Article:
Home About News Shows Style Guest Artists Contact
Jessica Sojin Scott

I was born in Pusan City, Korea and I was adopted by an American family at the age of two. I was taken from one family and put into the arms of another. This new family is the only family I now know and love.

Growing up in America, I have embraced the culture in every fashion. I know the ideology, leisure, food, social implications and preferences of this Western society. I am at an age now where I am becoming very intrigued by my own Asian heritage and feel I have fallen into a crack in the earth. The only world I have ever known is actually a foreign one, and my own roots are still to be discovered. This, as you might have guessed, has led me into art, opening the door and asking questions about identity. Who am I? Who are you?
This first series of watercolors is about peaches. The idea of a peach is so wonderful to me. It has skin similar to human flesh. Just below its surface, there lies a sweet and sensual juiciness. The center contains the seed for new growth and with that removed you are left with a perfect depiction of the defining female.

These peaches are a metaphor for contemplation. They are quite isolated and fragile. Even the paintings with two figures seem lonely. I have used a motif of dripping to render decay. I looked to artists such as Donald Sultan and Wayne Thiebaud.

The second series of paintings are acrylic, in combination with lace and real peaches. I have taken my ideas to action. I have taken paint, peach and lace and violated the canvas. I have brought physicality into process by literally layering and throwing paint. I have practiced similar notions to what Pollock has done, working intuitively and leaving the mistakes. Here begins the breakthrough from still life to ideas. What tone is the right tone? Why, when as humans we strive for ultimate achievements of cultural success, do we usually fail and hurt ourselves? Who defines the standards? I want to expose myself. I am who I am.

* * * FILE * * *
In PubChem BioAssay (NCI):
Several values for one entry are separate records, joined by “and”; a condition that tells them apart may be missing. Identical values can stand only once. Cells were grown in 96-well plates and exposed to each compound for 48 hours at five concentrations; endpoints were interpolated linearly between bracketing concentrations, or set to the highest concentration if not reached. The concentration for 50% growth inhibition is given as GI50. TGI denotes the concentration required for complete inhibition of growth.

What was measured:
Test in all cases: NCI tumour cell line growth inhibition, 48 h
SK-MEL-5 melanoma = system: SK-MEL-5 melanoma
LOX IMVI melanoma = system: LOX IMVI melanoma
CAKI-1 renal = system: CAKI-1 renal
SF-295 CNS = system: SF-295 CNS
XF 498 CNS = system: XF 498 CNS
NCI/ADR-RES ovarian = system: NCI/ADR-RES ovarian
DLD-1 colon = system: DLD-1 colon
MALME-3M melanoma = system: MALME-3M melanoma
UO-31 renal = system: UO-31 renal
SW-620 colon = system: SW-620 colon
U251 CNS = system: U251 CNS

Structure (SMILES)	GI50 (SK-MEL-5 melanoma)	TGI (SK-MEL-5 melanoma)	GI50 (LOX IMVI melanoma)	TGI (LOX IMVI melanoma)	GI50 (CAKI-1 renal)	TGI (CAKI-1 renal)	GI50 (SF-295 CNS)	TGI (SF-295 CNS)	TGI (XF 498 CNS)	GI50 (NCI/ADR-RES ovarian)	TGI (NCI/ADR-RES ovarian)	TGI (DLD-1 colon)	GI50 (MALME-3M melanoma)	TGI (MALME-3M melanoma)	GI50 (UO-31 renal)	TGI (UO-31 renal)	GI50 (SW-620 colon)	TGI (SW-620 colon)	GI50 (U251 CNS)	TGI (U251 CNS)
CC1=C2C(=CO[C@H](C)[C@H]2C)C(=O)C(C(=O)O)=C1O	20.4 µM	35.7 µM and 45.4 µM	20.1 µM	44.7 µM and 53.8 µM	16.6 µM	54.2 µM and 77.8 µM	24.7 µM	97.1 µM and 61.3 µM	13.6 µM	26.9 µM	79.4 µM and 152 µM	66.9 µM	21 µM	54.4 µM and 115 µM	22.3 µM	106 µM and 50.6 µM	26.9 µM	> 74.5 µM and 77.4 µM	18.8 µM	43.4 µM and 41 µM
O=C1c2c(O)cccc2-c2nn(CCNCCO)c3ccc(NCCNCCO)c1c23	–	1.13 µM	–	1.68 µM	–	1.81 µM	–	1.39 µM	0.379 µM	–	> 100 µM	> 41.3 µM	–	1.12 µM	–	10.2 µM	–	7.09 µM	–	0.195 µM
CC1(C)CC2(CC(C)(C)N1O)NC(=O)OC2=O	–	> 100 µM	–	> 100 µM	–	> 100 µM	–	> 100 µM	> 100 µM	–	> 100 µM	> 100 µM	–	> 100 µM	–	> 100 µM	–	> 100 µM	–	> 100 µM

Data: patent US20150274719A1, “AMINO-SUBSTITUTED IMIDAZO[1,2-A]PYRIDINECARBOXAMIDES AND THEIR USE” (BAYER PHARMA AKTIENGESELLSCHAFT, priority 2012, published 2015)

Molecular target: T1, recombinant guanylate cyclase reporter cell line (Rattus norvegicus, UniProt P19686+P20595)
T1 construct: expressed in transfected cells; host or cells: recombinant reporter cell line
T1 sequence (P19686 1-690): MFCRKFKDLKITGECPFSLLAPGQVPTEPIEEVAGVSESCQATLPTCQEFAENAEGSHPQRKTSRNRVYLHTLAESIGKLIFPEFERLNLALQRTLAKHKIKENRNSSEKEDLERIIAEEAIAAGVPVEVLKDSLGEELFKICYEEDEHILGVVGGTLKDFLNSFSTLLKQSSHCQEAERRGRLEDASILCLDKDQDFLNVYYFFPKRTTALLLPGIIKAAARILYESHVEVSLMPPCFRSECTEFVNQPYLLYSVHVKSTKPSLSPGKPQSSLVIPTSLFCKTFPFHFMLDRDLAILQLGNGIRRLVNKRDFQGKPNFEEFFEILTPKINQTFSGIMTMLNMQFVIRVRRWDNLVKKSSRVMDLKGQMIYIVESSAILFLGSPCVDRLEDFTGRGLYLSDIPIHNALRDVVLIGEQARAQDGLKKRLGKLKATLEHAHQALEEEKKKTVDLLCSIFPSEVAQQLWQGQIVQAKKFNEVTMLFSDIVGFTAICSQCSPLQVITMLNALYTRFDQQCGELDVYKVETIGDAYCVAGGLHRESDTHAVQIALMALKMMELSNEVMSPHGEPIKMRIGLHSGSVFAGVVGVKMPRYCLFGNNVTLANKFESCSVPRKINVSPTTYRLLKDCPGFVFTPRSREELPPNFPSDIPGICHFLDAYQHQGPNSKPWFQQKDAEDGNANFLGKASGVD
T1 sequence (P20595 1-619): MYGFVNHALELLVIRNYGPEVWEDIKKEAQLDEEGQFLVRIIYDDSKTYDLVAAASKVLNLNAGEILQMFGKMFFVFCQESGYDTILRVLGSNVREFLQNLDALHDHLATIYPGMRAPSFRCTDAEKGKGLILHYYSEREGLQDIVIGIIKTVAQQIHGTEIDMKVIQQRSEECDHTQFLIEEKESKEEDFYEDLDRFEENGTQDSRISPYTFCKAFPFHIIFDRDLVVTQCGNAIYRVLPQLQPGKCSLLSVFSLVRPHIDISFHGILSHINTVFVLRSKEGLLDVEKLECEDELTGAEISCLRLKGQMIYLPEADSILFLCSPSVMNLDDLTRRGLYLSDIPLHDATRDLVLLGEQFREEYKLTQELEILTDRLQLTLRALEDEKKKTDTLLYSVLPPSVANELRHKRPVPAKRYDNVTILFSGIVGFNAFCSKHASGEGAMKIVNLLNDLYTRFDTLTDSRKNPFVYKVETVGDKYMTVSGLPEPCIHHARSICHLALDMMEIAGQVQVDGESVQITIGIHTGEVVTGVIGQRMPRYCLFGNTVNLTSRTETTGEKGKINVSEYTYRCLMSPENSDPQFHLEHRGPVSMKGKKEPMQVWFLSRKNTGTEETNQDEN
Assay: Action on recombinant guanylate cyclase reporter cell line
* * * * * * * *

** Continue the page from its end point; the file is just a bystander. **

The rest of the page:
Taking this a step further, I documented this process with photography. These being literal self-portraits, I am again struggling with identity through a familiar, cosmetic foundation.

All the while I deal with my own personal explorations. I admire and always keep in mind many artists. These are people who I look up to for ideas and bravery. I've always appreciated Duchamp, Robert Rauschenberg, Elizabeth Murray, Jenny Saville, Lucian Freud, Lisa Yuskavage, Jeff Koons, Andy Warhol.

-Jessica So Jin Scott

© 2002-2008 Jessica So Jin Scott